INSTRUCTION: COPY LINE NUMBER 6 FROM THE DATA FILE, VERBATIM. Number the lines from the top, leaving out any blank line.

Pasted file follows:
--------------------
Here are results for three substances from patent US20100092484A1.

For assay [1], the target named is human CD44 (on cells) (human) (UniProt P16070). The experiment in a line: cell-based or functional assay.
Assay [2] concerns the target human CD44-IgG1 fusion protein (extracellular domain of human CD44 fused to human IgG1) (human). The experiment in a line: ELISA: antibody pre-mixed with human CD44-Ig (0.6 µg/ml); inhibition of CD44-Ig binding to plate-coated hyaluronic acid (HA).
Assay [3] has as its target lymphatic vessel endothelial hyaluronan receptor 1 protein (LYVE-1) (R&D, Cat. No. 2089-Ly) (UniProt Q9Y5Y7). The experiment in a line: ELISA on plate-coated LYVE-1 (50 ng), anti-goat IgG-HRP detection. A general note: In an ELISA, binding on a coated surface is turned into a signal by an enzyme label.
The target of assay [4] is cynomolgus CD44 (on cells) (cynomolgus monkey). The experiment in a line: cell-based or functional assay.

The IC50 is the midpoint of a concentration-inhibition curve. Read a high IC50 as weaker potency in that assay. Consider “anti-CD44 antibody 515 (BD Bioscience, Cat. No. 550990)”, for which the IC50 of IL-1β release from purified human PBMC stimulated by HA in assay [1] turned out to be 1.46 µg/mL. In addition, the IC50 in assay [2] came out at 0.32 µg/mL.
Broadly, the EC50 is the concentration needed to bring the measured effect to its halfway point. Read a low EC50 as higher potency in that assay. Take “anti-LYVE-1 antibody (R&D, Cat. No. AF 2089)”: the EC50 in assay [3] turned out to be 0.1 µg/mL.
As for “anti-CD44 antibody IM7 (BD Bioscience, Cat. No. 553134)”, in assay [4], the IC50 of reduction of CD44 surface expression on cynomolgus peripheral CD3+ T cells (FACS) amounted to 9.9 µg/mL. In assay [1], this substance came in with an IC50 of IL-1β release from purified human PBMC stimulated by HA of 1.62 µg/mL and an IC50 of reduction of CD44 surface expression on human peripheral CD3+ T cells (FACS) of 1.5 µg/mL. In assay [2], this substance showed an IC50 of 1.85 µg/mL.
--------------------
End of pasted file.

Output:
The IC50 is the midpoint of a concentration-inhibition curve. Read a high IC50 as weaker potency in that assay. Consider “anti-CD44 antibody 515 (BD Bioscience, Cat. No. 550990)”, for which the IC50 of IL-1β release from purified human PBMC stimulated by HA in assay [1] turned out to be 1.46 µg/mL. In addition, the IC50 in assay [2] came out at 0.32 µg/mL.